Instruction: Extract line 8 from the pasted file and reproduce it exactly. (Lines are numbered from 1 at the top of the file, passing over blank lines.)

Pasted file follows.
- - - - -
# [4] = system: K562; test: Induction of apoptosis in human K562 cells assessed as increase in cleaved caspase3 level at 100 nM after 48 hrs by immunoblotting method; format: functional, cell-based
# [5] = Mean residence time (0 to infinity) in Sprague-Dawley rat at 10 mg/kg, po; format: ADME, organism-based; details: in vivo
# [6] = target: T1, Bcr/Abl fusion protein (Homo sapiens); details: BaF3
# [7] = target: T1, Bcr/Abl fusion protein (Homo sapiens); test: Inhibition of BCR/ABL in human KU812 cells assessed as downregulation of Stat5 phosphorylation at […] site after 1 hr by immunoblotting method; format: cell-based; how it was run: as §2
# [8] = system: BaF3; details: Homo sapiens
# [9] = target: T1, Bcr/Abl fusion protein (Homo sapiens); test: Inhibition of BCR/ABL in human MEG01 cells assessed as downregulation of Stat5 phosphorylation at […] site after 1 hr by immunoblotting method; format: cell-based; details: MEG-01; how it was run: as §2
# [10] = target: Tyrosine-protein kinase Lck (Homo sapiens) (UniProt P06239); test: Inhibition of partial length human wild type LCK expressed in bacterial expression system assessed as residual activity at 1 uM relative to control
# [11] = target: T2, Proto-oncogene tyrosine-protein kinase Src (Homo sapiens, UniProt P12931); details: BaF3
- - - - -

# [11] = target: T2, Proto-oncogene tyrosine-protein kinase Src (Homo sapiens, UniProt P12931); details: BaF3